Your lack of mobility falls right into Alvarez's style of fighting. Do you see it that way, or do you feel his style suits your own style a bit more?
Saul can box, but he prefers to mix it up, and so do I. I think it's going to be an entertaining fight. I like to stand there and mix it up. I can box and move, and be quite mobile, and I think he likes the same as me, so this is going to make for a fun fight, really.
How important is it for you to leave your own mark and escape your brother's shadow?
Obviously, being his brother, people will make comparisons. But it's never been my ambition to emulate other fighters. Ricky has been a fantastic fighter and a world champion. The only time I have been really disappointed in myself is when I haven't performed to the best of my ability early in my career. The only thing that concerns me is boxing as well as I can perform, and over the last two years I have been really improving, and I just want to be the best I can be and become a world champion.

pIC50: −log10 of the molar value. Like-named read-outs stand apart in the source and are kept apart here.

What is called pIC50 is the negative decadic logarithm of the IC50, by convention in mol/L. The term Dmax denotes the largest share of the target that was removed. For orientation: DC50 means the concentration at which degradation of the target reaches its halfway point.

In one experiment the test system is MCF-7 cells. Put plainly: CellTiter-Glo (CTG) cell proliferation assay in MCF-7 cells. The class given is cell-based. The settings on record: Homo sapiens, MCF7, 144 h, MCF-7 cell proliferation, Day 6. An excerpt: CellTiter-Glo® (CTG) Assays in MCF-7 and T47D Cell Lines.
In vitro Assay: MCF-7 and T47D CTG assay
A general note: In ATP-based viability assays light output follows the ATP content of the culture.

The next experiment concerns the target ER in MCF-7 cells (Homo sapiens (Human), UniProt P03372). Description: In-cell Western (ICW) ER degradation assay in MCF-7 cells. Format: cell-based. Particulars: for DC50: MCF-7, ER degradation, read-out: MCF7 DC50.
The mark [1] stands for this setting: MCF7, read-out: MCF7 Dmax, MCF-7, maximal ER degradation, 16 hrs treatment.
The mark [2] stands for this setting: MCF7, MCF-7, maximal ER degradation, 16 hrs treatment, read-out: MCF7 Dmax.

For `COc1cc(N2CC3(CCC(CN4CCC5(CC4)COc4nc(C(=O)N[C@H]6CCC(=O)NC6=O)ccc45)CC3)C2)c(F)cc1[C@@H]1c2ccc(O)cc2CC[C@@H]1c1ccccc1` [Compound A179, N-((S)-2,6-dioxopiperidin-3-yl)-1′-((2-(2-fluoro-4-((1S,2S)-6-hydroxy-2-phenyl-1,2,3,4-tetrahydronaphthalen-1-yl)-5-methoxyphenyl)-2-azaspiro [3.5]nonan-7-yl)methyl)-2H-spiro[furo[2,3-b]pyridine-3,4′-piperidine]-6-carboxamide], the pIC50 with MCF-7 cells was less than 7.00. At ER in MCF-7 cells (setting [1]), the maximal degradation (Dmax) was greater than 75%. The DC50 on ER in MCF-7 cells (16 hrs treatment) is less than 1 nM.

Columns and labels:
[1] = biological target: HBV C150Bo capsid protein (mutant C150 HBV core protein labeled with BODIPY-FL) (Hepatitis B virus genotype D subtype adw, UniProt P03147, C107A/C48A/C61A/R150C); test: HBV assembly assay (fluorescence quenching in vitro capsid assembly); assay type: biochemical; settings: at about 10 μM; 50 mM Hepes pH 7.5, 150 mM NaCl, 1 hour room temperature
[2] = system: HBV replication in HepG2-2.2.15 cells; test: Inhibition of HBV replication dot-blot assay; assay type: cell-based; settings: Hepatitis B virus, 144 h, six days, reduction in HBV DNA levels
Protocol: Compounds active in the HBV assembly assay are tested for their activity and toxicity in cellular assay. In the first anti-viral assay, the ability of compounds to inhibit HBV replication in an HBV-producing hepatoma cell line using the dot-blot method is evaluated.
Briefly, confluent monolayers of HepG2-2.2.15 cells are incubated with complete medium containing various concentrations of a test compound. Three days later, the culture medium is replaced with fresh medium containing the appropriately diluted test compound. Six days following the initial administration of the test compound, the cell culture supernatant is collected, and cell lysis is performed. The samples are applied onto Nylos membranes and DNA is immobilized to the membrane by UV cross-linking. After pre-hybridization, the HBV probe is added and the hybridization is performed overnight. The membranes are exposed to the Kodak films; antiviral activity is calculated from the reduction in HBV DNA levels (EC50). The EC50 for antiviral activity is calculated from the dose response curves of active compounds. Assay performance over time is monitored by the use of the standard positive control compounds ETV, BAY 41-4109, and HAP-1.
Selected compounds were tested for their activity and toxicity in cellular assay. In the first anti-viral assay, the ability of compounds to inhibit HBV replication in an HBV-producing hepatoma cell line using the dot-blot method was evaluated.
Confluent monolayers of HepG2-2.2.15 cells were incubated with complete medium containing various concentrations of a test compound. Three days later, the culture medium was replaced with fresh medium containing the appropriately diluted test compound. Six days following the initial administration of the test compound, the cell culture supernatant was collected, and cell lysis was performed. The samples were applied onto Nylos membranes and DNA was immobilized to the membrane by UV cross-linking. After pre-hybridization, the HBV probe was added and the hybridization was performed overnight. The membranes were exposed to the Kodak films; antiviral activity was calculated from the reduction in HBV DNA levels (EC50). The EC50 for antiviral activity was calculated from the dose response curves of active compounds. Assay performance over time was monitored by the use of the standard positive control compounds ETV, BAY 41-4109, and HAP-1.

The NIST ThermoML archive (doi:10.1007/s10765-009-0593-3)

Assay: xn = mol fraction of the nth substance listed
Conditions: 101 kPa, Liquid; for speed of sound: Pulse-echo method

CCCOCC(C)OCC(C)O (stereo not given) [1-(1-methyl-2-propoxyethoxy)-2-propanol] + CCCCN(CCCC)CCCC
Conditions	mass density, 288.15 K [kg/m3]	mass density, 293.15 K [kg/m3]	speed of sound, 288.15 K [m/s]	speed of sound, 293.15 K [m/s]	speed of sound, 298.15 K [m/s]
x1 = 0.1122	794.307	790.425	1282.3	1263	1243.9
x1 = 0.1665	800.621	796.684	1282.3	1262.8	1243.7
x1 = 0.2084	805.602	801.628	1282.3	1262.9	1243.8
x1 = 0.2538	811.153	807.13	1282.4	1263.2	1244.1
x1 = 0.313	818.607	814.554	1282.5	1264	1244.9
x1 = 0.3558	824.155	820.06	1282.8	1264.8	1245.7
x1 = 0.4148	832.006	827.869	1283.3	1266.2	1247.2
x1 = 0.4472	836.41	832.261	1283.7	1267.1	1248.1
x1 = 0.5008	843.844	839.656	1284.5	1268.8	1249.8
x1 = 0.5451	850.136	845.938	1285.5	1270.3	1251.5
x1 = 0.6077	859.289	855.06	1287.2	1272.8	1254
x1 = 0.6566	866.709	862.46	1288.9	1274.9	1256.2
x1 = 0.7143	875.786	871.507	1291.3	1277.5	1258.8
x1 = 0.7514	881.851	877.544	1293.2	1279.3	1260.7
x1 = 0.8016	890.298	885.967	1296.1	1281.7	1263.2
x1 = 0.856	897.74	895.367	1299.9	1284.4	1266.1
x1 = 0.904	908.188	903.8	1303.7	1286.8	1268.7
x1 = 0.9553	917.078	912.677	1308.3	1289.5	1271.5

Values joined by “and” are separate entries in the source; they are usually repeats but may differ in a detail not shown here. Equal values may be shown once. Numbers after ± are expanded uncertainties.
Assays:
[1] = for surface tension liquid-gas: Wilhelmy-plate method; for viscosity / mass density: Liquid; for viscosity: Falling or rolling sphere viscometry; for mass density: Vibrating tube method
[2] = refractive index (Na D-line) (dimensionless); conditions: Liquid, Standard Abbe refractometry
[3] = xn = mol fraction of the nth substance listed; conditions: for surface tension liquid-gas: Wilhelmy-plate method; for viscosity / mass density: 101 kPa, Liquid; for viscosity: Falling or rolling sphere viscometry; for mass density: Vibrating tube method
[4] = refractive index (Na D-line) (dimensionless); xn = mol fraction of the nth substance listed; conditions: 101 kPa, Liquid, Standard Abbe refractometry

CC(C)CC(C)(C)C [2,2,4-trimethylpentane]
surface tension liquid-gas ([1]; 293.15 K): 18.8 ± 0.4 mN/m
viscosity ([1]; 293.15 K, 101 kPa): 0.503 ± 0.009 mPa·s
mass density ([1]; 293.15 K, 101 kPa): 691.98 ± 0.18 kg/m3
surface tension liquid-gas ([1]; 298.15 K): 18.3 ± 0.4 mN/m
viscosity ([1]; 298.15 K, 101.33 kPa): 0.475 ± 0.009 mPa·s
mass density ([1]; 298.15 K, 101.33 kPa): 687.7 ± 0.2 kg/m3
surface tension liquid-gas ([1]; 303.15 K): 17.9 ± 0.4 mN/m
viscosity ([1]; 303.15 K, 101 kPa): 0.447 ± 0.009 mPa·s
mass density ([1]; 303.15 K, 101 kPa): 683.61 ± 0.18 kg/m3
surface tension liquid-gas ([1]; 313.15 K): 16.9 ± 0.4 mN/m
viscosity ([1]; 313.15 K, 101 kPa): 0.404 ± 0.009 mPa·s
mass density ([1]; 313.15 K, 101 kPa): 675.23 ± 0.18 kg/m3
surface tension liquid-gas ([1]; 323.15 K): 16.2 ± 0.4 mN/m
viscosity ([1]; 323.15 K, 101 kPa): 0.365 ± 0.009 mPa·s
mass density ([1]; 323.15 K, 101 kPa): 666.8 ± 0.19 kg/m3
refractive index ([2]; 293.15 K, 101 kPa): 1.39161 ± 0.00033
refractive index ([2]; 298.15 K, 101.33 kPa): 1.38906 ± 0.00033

Would you consider staying at 154 pounds if you win, or do you plan to drop back to 147?
I have fought almost my entire career as a welterweight, and I am a big welterweight. So even before this fight was sanctioned for the WBC title, I had already agreed to take a step up in weight. This fight is made at 10 stone 10 [150 pounds], so it's not a massive jump from the welterweight division. Strength is not something I worry about when I go into fights, because I am a strong fighter. I will see how this fight goes, but the preparation has felt great. I will see how I perform ... and then see what opportunities come my way and take it from there.